Figure 5: 3D surface plot of yield when reaction time is 10 h and toluene quantity 9 volumes


Figure 6: 3D surface plot of yield when toluene quantity is 3 volumes and reaction time 5.5 h


Figure 7: 3D surface plot of yield when toluene quantity is 15 volumes and reaction time 5.5 h

Optimization DOE

The objective of optimization DOE was to obtain maximum yield by defining optimal operating region. Based on screening DOE, out of four PPs only two PPs i.e. mmol of ammonium acetate and reaction temperature were identified as the CPPs. These two CPPs were considered as input factors for optimization DOE. In order to reduce the variability of the process most sensitive regions i.e. the corner of the cube should be chosen as the ranges of those CPPs, hence the experimental range for ammonium acetate quantity was selected as 6 to 8 mmol and for temperature the same was 100 to 110°C (Table 4). In previously published articles, use of ammonium chloride as a catalyst was reported in imidazole formation reaction, when diketo compound and benzaldehyde were the substrates [8]. Role of ammonium chloride was not investigated when ester (1) is used as a starting material for imidazole ring construction. Therefore, we also considered quantity of ammonium chloride as an additional factor to evaluate whether any advantage can be gained with respect to further yield improvement of the process. Range of ammonium chloride was varied from 5 to 10 mmol. Central composite design was selected with 20 runs (Table 5) and six center points (Figure 8).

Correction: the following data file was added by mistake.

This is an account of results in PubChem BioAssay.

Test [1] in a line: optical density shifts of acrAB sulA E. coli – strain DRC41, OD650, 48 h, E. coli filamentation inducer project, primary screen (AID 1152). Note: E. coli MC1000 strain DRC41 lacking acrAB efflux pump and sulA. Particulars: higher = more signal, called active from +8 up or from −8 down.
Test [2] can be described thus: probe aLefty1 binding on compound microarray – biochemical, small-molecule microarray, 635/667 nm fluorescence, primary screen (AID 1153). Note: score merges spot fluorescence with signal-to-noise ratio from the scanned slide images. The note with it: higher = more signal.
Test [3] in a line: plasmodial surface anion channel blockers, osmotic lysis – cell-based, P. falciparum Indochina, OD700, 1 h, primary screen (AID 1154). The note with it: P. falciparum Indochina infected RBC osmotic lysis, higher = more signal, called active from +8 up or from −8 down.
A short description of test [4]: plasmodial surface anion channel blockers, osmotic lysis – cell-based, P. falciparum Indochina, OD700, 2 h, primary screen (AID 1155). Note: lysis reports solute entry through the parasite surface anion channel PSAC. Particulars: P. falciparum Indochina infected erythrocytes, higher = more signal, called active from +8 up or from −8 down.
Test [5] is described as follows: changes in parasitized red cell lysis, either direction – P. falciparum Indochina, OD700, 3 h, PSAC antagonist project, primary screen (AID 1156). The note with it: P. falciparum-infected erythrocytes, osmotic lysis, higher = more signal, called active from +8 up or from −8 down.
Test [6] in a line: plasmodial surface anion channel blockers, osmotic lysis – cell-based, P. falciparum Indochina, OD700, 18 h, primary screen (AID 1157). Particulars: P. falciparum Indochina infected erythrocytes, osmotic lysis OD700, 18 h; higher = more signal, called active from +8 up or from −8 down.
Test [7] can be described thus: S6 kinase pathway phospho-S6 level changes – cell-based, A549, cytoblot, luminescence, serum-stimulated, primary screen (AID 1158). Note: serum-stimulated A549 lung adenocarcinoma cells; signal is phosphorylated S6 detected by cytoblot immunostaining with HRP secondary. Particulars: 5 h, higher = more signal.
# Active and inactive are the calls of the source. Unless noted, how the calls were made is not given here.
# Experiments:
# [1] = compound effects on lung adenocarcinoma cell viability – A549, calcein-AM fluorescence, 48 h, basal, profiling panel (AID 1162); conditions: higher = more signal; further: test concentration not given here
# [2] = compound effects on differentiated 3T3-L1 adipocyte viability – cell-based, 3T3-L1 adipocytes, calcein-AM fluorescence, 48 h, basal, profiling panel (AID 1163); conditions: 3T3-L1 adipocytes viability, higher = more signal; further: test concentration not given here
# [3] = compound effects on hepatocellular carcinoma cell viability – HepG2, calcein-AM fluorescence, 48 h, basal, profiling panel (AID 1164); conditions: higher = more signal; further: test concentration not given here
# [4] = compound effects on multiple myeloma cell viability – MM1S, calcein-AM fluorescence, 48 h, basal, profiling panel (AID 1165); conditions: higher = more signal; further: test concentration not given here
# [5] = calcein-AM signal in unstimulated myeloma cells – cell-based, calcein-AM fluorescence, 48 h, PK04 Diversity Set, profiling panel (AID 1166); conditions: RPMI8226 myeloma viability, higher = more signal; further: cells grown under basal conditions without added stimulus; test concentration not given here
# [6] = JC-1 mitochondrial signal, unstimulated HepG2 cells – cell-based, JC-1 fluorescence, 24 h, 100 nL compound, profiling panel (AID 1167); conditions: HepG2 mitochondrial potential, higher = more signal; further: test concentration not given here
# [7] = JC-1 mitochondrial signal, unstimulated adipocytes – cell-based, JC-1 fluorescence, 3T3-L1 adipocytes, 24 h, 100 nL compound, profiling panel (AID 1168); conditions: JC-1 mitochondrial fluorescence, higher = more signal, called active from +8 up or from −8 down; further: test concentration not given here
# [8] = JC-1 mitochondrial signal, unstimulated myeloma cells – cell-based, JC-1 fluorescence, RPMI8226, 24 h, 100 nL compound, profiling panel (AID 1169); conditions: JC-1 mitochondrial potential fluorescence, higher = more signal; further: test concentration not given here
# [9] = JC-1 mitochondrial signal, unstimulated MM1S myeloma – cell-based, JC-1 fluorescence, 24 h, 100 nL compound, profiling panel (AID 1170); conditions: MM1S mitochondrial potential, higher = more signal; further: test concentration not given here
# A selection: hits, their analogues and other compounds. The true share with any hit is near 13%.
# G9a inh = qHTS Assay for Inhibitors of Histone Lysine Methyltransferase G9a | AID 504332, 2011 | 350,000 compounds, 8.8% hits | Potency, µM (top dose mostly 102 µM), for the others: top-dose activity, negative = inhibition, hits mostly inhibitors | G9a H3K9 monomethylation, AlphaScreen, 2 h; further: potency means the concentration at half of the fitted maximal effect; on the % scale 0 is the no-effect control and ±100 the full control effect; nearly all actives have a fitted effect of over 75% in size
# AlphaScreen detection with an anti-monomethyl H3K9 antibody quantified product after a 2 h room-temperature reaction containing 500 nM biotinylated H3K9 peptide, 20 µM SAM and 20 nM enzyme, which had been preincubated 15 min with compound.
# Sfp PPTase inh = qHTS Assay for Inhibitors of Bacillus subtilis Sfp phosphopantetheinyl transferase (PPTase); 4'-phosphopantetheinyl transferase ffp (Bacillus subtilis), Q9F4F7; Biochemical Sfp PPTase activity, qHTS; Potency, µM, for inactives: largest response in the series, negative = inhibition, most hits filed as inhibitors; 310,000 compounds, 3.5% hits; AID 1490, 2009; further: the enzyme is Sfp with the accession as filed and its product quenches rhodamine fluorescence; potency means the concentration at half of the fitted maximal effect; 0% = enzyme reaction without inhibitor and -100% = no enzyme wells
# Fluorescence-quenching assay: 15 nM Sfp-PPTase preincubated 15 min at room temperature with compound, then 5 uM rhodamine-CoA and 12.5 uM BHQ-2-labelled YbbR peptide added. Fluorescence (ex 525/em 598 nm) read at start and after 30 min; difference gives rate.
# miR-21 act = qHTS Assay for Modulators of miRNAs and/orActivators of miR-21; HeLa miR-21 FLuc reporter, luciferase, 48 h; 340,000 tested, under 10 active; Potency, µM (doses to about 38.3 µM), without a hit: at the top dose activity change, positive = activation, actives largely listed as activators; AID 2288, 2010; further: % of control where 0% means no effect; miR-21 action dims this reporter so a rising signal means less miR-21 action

Factors Name Unit Low High
A Quantity of ammonium acetate mmol 6 8
B Reaction temperature °C 100 110
C Quantity of ammonium chloride mmol 5 10

Table 4: Ranges chosen for factors in optimization study (Central composite)

Std Run Factor-A Factor-B Factor-C Response (Y)
18 1 7 105 7.5 87
4 2 8 110 5 88
10 3 8.68179 105 7.5 90
17 4 7 105 7.5 87
5 5 6 100 10 76
11 6 7 96.591 7.5 82
6 7 8 100 10 87
14 8 7 105 11.7045 84
7 9 6 110 10 83
1 10 6 100 5 79
3 11 6 110 5 84
8 12 8 110 10 89
9 13 5.31821 105 7.5 78
2 14 8 100 5 89
15 15 7 105 7.5 87
19 16 7 105 7.5 88
12 17 7 113.409 7.5 86
20 18 7 105 7.5 88
13 19 7 105 3.29552 85
16 20 7 105 7.5 87

Table 5: Details of experimental conditions obtained using central composite design & their corresponding response values


Figure 8: Diagnostic tool; predicted vs actual plot

This design provides estimations for all coefficients in a quadratic model, while still employing relatively few experiments. The model was important for estimation of higher order terms which can be better explained by ANOVA analysis (Table 6).

Sum of Mean F p-value
Source Squares df Square Value Prob > F
Model 281.93 9 31.33 95.84 < 0.0001 Significant
A-Amm Acetate 191.81 1 191.81 586.82 < 0.0001
B-Rxn Temp 28.5 1 28.5 87.18 < 0.0001
C-Amm Chloride 3.27 1 3.27 10 0.0101
AB 15.12 1 15.12 46.27 < 0.0001
AC 1.13 1 1.13 3.44 0.0932
BC 3.13 1 3.13 9.56 0.0114
A2 17.25 1 17.25 52.77 < 0.0001
B2 17.25 1 17.25 52.77 < 0.0001
C2 12.12 1 12.12 37.09 0.0001
Residual 3.27 10 0.33
Lack of Fit 1.94 5 0.39 1.45 0.3463 Not significant

Table 6: ANOVA for response surface quadratic model

Model graphs were derived after ANOVA analysis and diagnostic check. Viewing the quadratic model for the yield as 3D surface graph (Figure 9) and cubic (Figure 10), few conclusions can be drawn: (1) The higher the ammonium acetate quantity, the better the yield, (2) Maxima of the yield is positioned around the middle region of the temperature rage, i.e. 105°C to 107°C, beyond 107°C further decrease in yield observed probably due to product decomposition at higher temperature.


Figure 9: 3D surface graph of ammonium acetate vs reaction temperature


Figure 10: Quadratic model for the yield as cube